Posted by psgels on 10 December 2008 with categories: Mouryou no Hako



Short Synopsis: Akihiko goes to the box maker to confront him with the things he’s done.
Overall Enjoyment Value: 8,5/10 (Awesome)
Wow… just wow. This episode was simply awesome, and it shows that the creators know exactly what they’re doing with this series. The two episodes of straight talking may have been a bit weird, but of course they were an excellent means of building up, and now that we’re finally getting to see the fruits of all this, I can safely say that this is one awesome series. I definitely can put this in my top three series that have aired in the past autumn season.

This time, I don’t even care to find out what exactly was said. The non-verbal communication, along with the few key scenes that I did understand were enough to make a huge impact, although I do suspect that I’m going to have to pay a lot of attention in the next number of episodes, when it’s explained why Kubo has done all the things he did.

So in the end, the role of the box maker and his cult was that they were involved in the whole case by Kubo Shunko: at one point, he a bloodstained box ended up on their doorstep, which turned out to contain the finger of one of Kubo’s victims. Later in the episode, the police actually finds out Kubo’s hideout, and Yoriko’s body, chopped up into pieces and stuffed into boxes. He manages to escape, though, but I’m glad that apart from our four main characters, there are lots more people searching for Yoriko and Kanako, trying to find Kubo Shunko.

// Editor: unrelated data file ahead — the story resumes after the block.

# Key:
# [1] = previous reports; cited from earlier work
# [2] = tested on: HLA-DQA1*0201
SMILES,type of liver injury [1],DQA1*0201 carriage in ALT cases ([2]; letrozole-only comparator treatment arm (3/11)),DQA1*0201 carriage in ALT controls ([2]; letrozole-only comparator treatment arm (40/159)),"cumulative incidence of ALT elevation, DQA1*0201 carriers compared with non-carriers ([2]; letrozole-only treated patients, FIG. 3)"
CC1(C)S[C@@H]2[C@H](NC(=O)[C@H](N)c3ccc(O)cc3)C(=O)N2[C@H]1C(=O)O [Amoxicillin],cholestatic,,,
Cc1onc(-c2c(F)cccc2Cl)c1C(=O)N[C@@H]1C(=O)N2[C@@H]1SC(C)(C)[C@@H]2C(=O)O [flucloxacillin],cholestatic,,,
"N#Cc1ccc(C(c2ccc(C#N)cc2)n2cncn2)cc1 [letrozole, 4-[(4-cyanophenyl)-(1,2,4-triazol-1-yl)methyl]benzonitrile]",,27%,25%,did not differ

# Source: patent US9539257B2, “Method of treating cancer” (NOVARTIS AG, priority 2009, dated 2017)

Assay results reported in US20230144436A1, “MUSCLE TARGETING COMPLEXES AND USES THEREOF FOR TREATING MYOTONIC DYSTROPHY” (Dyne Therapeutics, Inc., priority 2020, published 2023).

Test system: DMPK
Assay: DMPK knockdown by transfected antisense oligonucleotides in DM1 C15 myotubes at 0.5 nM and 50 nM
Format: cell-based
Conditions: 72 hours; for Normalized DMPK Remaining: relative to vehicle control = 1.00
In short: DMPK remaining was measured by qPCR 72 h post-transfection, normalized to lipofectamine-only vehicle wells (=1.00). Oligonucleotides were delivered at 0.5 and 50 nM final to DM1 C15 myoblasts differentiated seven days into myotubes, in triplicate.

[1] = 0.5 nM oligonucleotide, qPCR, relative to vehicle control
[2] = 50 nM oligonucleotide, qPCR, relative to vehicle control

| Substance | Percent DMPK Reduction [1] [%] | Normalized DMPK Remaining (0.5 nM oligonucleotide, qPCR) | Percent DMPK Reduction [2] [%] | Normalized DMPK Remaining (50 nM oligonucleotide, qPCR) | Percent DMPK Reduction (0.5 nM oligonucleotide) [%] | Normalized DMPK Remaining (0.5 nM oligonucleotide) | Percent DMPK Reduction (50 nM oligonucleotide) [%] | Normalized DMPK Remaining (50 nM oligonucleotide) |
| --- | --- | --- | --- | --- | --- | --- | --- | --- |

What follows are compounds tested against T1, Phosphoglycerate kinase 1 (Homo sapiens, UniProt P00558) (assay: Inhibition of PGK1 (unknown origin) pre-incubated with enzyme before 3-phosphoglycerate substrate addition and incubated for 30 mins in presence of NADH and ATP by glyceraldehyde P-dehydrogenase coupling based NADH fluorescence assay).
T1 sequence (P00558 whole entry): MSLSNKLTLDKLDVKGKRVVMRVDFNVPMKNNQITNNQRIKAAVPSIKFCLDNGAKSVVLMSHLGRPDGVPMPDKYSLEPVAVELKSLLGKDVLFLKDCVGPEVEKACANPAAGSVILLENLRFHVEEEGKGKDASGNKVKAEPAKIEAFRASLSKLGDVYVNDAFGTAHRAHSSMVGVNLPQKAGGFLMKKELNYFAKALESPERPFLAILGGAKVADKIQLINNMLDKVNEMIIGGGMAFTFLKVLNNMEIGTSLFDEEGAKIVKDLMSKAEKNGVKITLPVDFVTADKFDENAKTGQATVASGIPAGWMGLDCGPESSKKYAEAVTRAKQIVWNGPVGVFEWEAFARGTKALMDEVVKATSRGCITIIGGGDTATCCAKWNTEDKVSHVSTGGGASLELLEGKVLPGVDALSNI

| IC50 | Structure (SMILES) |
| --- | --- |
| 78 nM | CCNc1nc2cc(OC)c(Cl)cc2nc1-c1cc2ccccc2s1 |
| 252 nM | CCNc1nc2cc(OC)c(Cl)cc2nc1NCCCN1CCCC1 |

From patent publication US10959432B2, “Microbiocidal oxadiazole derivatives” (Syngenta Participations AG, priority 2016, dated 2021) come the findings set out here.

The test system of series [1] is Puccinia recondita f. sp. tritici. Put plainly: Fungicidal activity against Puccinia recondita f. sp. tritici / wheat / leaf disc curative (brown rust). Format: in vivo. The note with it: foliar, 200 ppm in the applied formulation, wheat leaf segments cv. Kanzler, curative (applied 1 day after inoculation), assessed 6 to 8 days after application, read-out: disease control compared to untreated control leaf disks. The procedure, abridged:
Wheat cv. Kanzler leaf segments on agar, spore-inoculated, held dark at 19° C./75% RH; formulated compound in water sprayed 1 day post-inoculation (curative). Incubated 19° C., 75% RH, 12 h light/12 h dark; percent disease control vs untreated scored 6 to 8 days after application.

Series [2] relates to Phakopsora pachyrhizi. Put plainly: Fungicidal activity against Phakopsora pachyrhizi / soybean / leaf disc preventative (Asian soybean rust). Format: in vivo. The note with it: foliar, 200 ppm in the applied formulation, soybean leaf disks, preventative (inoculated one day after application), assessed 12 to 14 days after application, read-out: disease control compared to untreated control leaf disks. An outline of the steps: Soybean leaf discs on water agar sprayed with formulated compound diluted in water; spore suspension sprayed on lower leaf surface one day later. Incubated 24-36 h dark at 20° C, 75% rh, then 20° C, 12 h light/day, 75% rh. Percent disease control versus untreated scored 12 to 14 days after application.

The big question now still remains: what the heck happened to Kanako? Kubo Shunko’s box murders was a very good side-plot of the series, but the central matter of the series has yet to be touched on, and yet we know that the two mysteries are connected somehow, as it seems that Kubo knows about Kanako, and Kanako herself has many more mysteries than simply her death and disappearance.

In any case, it’s episodes like this one that really remind me why I’ve decided to go with raws, even though my Japanese is far from perfect. The entire episode was packed with emotion, but a lot of that emotion was found in the non-verbal communication between the characters. The phrase “a picture says more than a thousand words” really fits in with this series. Every single shot seemed to contain a very powerful emotion, and that’s exactly what sets this series apart from other series that involve lots of talking, and seen to get lost in their own exposition.

4 Responses

  1. Anon says:

    One mystery remains,what happened to Kanako.